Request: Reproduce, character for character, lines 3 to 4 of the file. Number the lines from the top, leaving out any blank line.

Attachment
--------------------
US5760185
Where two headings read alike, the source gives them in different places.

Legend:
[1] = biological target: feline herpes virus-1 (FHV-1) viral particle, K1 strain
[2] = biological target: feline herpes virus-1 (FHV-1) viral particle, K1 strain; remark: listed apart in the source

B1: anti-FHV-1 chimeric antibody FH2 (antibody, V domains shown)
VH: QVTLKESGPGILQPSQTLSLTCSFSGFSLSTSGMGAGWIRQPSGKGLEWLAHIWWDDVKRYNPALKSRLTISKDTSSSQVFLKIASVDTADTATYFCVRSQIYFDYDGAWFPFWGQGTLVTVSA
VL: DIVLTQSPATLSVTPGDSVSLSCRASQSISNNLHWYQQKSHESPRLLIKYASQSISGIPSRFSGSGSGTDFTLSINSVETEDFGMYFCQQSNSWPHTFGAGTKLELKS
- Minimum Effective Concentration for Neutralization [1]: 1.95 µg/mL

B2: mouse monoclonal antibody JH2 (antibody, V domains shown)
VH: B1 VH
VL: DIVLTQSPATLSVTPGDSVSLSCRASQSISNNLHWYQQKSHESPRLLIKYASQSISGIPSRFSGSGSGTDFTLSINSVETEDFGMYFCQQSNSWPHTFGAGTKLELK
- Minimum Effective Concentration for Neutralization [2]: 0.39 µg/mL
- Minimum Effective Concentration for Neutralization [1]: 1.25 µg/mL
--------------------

Legend:
[1] = biological target: feline herpes virus-1 (FHV-1) viral particle, K1 strain